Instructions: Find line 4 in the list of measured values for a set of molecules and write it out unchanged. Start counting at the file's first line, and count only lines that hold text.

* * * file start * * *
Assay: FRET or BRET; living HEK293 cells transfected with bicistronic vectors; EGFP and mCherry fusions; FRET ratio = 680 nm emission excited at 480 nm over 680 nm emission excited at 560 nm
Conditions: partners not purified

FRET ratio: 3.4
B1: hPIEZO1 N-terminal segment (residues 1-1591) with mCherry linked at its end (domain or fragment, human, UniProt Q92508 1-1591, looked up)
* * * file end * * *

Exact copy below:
B1: hPIEZO1 N-terminal segment (residues 1-1591) with mCherry linked at its end (domain or fragment, human, UniProt Q92508 1-1591, looked up)